We recently passed the twelve year anniversary of Hurricane Katrina, whose ferociousness was at least thought to have been assisted by man-made climate change (hurricanes are strengthened by warmer water), and the response of the American people, aside from doing nothing, was ultimately to elect a man who not only denied the existence of climate change at all, but who promised (a promise he kept) to withdraw the United States from the Paris Climate Accord, and who is hellbent on policies designed to increase global temperatures as fast as possible. Naturally, Ameircans are blissfully unconcerned about the fact that twelve years on, we have seen, for example, devastating "Superstorm Sandy" wreak havoc here in the New York area, and, of course, Hurricane Harvey devastate Houston last week and most powerful Atlantic storm ever Hurricane Irma devastate Florida even as I type this (after it rampaged across the Caribbean leveling a number of islands). But enough people prefer the illusion of normalcy so that, at least in the allegedly "advanced" United States, man-made climate change is still "an issue." So be it. A disproportionate number of people stupid enough to have such beliefs live in danger of the results, I suppose; perhaps God will sort it out after all.
Not so much with the other issue: American "hegemony." After the Cold War ended in the early 1990s, the United States found itself as "the sole super-power." We could, of course, have quickly taken down the scope of our military reach (hundreds of garrisons around the world), decommissioned our massive stockpile of nuclear weapons aimed at the no longer extant Soviet Union, canceled contracts for weapons systems, etc. Instead, almost immediately we picked a rather large scale fight with Saddam Hussein's Iraq, and formed a massive coalition, with a massive American presence, leaving a rather large footprint in the Arab world (especially Saudi Arabia) to contain the vanquished Saddam. This in turn led directly to a backlash, as "the Infidels" were in the Saudi kingdom, home of two of Islams holiest places, and al Qaeda was apparently formed to "address" this, rather violently, including attacks on the Khobar towers in Saudi itself, American embassies in Kenya and Tanzania, and the U.S.S. Cole then in Yemen, culminating in the events of Sept. 11th. With some irony, al Qaeda arose from elements of the Afghan Mujahadeen, an American financed guerrilla group designed to pester the Soviets in Afghanistan, which the Soviets eventually did quit, shortly before the USSR imploded.
Unlike climate change, where, notwithstanding the preference of seemingly controlling elements of the American power structure (and a huge part of the population) to deny something they don't like, one can certainly talk about it. With issues of American hegemony that pretty much led right to 9-11, perhaps not so much. The late Susan Sontag was vilified for this short essay in the New Yorker (third from last) in which she dared question that linkage; I'll quote it:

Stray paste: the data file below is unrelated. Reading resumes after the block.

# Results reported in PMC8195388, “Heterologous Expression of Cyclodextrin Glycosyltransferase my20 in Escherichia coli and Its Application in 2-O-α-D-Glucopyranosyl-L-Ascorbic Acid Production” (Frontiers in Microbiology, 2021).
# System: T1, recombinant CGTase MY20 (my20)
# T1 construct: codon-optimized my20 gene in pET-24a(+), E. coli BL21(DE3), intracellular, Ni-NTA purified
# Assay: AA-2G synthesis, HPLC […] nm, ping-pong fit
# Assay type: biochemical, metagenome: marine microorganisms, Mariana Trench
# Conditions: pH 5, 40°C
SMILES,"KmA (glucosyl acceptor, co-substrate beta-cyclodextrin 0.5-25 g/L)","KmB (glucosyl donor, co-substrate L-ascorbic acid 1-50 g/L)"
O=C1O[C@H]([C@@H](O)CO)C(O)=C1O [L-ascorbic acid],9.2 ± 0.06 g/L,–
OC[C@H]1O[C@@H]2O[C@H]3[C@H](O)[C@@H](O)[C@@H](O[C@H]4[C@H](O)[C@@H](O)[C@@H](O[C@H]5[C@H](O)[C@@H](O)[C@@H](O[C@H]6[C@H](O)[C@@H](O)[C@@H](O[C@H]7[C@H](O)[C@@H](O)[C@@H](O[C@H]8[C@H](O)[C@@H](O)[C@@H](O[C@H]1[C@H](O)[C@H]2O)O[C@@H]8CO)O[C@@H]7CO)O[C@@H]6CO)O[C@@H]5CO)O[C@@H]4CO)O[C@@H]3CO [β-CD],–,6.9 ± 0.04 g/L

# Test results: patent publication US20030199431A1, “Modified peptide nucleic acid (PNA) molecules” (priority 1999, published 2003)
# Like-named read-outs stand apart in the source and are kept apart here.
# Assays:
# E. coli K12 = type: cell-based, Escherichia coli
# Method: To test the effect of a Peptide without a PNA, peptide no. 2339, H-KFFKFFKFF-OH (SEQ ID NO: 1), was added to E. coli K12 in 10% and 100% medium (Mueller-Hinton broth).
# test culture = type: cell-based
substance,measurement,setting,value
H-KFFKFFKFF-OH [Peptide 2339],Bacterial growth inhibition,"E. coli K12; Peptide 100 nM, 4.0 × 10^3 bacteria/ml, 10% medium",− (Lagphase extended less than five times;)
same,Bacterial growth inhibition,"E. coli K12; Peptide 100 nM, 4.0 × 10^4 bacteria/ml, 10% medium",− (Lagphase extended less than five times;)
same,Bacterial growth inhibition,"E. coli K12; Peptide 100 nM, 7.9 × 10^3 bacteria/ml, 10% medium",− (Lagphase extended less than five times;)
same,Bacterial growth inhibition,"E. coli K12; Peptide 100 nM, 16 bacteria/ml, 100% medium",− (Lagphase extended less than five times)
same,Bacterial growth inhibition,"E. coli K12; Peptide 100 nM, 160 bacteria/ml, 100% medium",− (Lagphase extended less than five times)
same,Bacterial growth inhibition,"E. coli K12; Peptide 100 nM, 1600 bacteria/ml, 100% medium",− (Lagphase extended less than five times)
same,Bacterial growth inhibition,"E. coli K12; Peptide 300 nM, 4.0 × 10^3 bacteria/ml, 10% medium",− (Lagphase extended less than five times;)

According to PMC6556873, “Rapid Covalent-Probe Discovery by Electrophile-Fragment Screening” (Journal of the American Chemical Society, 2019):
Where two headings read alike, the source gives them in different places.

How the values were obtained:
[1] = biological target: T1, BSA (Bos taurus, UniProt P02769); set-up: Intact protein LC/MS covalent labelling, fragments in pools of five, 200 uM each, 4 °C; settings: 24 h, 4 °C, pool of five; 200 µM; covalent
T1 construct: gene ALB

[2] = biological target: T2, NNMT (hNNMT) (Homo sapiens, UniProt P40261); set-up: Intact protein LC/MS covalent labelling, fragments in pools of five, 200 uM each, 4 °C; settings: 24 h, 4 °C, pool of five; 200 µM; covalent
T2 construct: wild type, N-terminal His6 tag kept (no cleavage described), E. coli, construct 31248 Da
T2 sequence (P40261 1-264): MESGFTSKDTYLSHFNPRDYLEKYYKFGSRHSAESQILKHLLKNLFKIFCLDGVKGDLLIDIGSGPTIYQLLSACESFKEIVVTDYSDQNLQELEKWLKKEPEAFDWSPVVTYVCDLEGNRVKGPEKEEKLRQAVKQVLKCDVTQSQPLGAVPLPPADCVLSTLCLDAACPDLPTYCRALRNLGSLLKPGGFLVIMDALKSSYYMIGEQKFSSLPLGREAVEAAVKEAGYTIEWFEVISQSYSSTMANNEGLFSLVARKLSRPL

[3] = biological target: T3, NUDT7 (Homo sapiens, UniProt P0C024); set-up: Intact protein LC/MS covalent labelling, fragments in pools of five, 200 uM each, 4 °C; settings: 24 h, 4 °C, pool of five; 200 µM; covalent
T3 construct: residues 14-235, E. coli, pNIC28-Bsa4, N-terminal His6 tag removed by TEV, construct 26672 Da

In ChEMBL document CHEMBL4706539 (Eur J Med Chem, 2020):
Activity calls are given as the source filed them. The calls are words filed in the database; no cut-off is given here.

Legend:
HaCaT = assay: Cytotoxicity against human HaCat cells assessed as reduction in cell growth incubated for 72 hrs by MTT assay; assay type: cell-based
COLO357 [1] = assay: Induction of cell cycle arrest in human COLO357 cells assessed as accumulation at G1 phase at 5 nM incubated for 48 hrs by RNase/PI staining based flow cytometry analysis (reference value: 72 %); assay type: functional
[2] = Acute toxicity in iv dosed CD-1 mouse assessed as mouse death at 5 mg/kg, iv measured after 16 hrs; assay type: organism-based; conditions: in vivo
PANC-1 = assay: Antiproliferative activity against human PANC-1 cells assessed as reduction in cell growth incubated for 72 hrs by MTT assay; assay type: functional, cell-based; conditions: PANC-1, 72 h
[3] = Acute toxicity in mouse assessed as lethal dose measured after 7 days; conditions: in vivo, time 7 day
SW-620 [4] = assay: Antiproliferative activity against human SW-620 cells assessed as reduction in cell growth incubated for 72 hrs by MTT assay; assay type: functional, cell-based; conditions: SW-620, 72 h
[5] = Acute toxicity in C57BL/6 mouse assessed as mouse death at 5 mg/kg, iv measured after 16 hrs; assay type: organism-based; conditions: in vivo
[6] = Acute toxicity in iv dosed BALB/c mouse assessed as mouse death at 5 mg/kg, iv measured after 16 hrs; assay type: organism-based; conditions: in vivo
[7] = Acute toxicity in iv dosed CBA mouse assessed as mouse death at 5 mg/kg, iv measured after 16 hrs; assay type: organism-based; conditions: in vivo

The disconnect between last Tuesday’s monstrous dose of reality and the self-righteous drivel and outright deceptions being peddled by public figures and TV commentators is startling, depressing. The voices licensed to follow the event seem to have joined together in a campaign to infantilize the public. Where is the acknowledgment that this was not a "cowardly" attack on "civilization" or "liberty" or "humanity" or "the free world" but an attack on the world’s self-proclaimed superpower, undertaken as a consequence of specific American alliances and actions? How many citizens are aware of the ongoing American bombing of Iraq? And if the word "cowardly" is to be used, it might be more aptly applied to those who kill from beyond the range of retaliation, high in the sky, than to those willing to die themselves in order to kill others. In the matter of courage (a morally neutral virtue): whatever may be said of the perpetrators of Tuesday’s slaughter, they were not cowards.
Our leaders are bent on convincing us that everything is O.K. America is not afraid. Our spirit is unbroken, although this was a day that will live in infamy and America is now at war. But everything is not O.K. And this was not Pearl Harbor. We have a robotic President who assures us that America still stands tall. A wide spectrum of public figures, in and out of office, who are strongly opposed to the policies being pursued abroad by this Administration apparently feel free to say nothing more than that they stand united behind President Bush. A lot of thinking needs to be done, and perhaps is being done in Washington and elsewhere, about the ineptitude of American intelligence and counter-intelligence, about options available to American foreign policy, particularly in the Middle East, and about what constitutes a smart program of military defense. But the public is not being asked to bear much of the burden of reality. The unanimously applauded, self-congratulatory bromides of a Soviet Party Congress seemed contemptible. The unanimity of the sanctimonious, reality-concealing rhetoric spouted by American officials and media commentators in recent days seems, well, unworthy of a mature democracy.